While in India, every time I had a wheat based dish I'd start thinking about how when I got back to San Diego that I'd make a gluten free version of whatever I was eating. I had all kinds of ideas. I still do, so stay tuned for veggie voyager versions of all kinds of stuff.
This is my first contribution to the GF Indian flatbread family, and certainly not the last. I am looking forward to trying some Tibetan steamed bread recipes in the near future.
Chapatti and Roti are unleavened flatbreads traditionally made using whole wheat flour and cooked on a flat skillet called a tava. In some parts of India, hardly a meal is eaten without chapatti or roti.
We are staying with dear family/friends in Goleta, CA, just north of Santa Barbara. We are here to visit, to see Steve Martin play his banjo, plan another mosaic project, and eat good, healthy food.
|of course, being californian, some of us did it taco style...|
When I planned to make this meal, I didn't even realize that I was making a GF version of Camel Safari Masala, until Ryan pointed it out to me. I made a masala with brussels sprouts, black eyed peas, and cauliflower florets. It was tasty alongside cilantro chutney, raw mango chutney and fresh plain yogurt.
These flatbreads are a slightly pliable but not quite as soft as wheat based chapatti or roti (which are basically the same thing). The rice flour results in a slightly drier, crispier bread that is less heavy than its wheat-based relative. They are speckled throughout with chia seeds. They are perfect for conveying morsels of the masala over to the mouth region. I did not use a recipe per-say, but I will walk you through the process so you can enjoy them at home.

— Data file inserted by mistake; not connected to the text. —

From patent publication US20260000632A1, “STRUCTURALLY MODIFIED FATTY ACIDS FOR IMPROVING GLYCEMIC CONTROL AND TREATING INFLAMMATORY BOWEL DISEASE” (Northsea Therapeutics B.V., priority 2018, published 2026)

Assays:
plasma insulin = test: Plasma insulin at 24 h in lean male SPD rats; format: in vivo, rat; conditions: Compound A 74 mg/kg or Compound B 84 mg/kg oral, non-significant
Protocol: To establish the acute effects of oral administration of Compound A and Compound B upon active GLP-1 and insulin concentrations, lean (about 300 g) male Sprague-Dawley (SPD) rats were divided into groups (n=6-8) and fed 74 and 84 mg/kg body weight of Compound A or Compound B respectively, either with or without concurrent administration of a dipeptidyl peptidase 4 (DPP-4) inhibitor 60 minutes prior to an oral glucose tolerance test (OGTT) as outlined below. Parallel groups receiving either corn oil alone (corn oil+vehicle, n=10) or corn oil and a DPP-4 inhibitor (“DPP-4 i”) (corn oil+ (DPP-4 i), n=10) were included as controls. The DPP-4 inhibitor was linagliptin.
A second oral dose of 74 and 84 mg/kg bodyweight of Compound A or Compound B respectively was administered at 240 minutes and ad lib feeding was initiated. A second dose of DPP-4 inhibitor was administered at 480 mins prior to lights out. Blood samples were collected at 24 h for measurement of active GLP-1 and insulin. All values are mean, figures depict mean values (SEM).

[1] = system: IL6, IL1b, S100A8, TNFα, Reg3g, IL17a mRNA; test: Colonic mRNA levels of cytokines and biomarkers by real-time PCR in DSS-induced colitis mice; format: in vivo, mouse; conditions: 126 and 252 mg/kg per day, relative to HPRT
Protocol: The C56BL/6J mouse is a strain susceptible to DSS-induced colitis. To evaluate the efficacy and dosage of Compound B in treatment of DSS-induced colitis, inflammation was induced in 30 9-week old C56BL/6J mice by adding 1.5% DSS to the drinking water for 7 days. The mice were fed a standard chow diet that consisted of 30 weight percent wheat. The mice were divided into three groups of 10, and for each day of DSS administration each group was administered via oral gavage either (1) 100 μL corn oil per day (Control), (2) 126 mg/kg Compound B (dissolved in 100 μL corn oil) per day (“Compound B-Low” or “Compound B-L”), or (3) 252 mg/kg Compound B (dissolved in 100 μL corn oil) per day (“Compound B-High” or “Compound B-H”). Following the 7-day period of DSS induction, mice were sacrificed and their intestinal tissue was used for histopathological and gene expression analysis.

GF Chia-Flax-Rice Roti
- 2 TBS chia seeds
- 1/2 cup flax meal
- 2 TBS oil of your choice (I used olive)
- 2-3 cups rice flour (I like brown rice flour)
- 1 tsp salt
- 1/4 cup of water or so
Combine the chia seeds, flax meal, oil, salt and water. Add one cup of rice flour and mix. Continue mixing and adding rice flour a little bit at a time until the dough forms a ball. Knead the dough as you would a wheat dough, adding small amounts of rice flour to prevent it from getting sticky. When the dough is elastic and smooth, create a log that is about 1 1/2 inches in diameter and 1 foot long. Cut this log into sections that are about 1 inch wide. Using your fingers, press each section into a flattened disk. Dust each side with rice flour and roll out using a rolling pin on a flour dusted surface until you have a thin, round sheet, not unlike a tortilla. Heat a skillet and rub with a small amount of oil. In India, they take a half potato or onion, stab it with a fork, dip the flat side into oil and use that to oil the pan. You don't need much oil if any at all for this, just an initial amount to help start the process. When the pan is hot, add one roti and cook until it begins to blister. Flip and continue cooking until it is cooked to your liking. Set aside and continue with the rest until you have a delicious stack of crispy roti. Enjoy with masala, curry or chutney.
|ready for rolling out.|